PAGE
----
WILDFLOWERS OF NEW MEXICO

 

This erect to bushy plant has leafy stems 4–12-inches tall, with or without hairs but no spines. Note the white, star-shaped flowers and pinnate leaves with leaflets along the midrib. The roundish, 1/2-inch diameter tubers, which have twice the protein as the cultivated potato, were an important food source for Native Americans as long as 9,000 years ago. Be certain of identification when harvesting all wild flowers. The Solanaceae family, which includes peppers, tomatoes, and potatoes, also includes many deadly poisonous species.


FLOWERS: July–September. Loose clusters of white flowers, each  1/2–1-inch wide (12–25 mm) with 5 petals with triangular to lance-shaped lobes and fringed edges, often bent back against the stem. Yellow stamens protrude with the style much longer. Fruit are round, green berries 3/8-inch diameter (1 cm). All Solanum fruit are reported to be toxic.


LEAVES: Alternate. Pinnately compound, 5–9 leaflets paired along midrib, leaflets lance-shaped to oblong, 1–2-inches long (2.5–5 cm), lower surface with short, glandular hairs, margins entire.


HABITAT: Moist sandy, rocky soils, roadsides, disturbed areas; grasslands, pinyon-juniper woodlands, ponderosa-Douglas fir forests.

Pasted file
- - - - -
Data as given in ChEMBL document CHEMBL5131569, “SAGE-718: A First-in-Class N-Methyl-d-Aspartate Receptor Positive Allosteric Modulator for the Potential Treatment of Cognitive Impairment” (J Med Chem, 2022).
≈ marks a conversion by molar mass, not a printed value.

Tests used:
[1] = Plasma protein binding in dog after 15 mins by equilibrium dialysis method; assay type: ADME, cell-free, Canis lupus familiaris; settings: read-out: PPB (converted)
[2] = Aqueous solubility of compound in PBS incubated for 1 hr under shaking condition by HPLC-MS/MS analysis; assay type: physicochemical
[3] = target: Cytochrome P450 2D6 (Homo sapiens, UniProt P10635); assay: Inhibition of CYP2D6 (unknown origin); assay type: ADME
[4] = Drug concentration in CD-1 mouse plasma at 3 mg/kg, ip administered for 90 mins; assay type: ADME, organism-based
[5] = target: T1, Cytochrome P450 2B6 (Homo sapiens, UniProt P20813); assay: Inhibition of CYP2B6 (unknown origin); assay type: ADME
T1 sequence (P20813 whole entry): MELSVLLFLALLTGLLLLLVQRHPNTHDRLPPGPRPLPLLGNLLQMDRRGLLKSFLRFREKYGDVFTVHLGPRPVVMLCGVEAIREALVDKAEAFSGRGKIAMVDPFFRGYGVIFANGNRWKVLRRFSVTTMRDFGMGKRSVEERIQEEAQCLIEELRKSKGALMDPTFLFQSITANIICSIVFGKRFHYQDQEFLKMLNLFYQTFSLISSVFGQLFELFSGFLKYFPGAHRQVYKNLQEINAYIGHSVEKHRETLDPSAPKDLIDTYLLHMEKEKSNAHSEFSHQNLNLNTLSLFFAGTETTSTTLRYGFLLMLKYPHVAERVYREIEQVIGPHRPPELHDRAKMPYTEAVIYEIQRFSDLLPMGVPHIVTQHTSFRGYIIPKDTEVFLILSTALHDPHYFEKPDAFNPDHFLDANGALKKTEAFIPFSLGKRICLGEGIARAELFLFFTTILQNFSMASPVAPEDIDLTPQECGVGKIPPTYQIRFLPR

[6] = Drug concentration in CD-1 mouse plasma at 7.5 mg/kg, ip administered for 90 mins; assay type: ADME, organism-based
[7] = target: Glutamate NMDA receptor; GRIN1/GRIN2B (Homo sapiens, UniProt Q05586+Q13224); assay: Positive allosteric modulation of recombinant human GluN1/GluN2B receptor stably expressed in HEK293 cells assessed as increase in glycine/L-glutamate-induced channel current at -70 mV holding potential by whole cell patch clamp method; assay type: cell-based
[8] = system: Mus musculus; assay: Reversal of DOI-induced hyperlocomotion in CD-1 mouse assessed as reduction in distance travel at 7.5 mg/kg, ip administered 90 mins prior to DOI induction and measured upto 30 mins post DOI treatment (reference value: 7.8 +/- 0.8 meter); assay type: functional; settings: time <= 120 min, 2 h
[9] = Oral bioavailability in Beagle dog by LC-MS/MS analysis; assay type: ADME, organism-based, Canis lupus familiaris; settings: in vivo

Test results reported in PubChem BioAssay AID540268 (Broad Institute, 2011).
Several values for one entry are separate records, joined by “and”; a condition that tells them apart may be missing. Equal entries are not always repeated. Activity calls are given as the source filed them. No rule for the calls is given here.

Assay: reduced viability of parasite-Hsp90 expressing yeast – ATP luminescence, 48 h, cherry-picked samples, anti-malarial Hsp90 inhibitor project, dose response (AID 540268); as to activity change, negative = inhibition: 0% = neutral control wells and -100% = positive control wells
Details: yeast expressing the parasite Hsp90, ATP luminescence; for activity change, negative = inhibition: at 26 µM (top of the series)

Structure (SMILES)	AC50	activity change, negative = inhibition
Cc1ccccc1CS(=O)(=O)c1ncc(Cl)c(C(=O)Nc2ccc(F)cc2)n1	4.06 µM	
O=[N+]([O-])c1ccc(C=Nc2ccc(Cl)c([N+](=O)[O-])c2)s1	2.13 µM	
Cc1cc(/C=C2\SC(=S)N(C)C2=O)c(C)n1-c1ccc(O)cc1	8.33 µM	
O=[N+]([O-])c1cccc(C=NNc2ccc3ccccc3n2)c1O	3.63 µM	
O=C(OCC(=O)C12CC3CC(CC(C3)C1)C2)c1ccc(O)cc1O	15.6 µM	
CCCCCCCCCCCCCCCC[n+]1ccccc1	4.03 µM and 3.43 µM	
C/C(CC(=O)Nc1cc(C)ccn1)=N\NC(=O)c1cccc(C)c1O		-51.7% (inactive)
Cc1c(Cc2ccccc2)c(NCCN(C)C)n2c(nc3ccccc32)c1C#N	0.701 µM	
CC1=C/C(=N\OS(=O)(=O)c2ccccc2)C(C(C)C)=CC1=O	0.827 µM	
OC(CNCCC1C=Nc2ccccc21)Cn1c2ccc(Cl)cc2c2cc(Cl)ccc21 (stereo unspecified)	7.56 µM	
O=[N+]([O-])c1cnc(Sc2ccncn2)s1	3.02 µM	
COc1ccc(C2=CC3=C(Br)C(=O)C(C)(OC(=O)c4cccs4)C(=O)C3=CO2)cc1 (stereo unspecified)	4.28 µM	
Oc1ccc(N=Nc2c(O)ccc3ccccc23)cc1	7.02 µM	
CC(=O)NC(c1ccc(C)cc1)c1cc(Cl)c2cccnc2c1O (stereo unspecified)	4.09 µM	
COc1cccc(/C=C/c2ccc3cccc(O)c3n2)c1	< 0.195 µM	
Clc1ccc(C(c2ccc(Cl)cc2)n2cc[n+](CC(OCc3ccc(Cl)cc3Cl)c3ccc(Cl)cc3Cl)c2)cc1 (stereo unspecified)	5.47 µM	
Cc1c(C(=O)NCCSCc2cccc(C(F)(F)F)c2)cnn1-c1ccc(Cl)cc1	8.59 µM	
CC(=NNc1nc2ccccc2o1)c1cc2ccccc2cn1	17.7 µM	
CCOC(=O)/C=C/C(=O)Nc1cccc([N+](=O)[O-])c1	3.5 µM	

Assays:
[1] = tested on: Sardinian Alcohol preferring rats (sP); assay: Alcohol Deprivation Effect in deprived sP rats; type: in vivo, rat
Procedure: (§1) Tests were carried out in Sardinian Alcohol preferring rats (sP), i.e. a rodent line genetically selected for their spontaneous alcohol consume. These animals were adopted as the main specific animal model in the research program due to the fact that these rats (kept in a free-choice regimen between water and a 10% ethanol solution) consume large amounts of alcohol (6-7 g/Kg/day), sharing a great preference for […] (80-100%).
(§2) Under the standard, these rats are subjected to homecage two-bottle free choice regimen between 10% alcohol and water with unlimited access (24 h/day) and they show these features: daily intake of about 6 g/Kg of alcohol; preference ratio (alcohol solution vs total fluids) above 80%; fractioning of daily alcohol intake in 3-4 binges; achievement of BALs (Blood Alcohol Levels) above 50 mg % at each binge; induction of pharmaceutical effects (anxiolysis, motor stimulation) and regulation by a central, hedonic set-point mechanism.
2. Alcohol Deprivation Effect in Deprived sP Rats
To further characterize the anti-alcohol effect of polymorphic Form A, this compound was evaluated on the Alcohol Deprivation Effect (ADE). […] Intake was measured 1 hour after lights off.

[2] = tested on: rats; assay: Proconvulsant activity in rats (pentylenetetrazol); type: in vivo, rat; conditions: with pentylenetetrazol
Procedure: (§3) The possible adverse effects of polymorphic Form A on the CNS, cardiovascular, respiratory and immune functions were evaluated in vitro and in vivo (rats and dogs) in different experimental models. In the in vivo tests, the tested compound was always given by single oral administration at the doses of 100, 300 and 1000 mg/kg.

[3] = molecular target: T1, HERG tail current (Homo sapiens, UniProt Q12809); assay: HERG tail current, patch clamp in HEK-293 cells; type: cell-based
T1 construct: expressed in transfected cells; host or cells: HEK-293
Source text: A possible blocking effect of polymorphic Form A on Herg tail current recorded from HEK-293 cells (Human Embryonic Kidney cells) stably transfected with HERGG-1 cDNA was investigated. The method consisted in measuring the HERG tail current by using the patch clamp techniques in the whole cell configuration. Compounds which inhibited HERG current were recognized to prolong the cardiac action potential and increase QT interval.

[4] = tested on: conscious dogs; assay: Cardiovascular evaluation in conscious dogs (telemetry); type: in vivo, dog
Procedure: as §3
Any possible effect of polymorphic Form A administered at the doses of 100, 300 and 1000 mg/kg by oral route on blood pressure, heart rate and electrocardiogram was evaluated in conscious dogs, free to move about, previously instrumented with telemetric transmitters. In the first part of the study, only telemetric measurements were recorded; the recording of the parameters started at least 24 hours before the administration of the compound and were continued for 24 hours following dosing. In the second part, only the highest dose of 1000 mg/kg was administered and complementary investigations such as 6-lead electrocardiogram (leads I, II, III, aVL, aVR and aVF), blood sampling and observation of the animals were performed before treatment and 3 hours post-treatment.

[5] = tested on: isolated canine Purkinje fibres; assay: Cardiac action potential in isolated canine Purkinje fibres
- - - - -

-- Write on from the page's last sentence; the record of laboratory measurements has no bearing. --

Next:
ELEVATION: 4,700–8,500 feet.


RANGE: AZ, CO, NM, TX, UT.


SIMILAR SPECIES: Another Wild Potato, S. stoloniferum, in so. NM mountains, has blue flowers and pinnately compound leaves with 5–7 oval to pointed (not lance-shaped) leaflets with short hairs but no prickles.  Cutleaf Nigthshade, S. triflorum, nearly statewide in similar habitats, has white flowers and leaves with pointed lobes (not leaflets) along the midrib.


NM COUNTIES: Statewide in mid-elevation moist habitats (absent on eastern plains): Bernalillo, Catron, Cibola, Colfax, Dona Ana, Eddy Grant, Hidalgo,  Lincoln, Los Alamos, Luna, McKinley, Otero, Rio Arriba, San Juan, San Miguel, Sandoval, Santa Fe, Sierra, Socorro, Taos, Torrance, Valencia.

WILD  POTATO

SOLANUM  JAMESII

Nightshade Family, Solanaceae

Perennial herb

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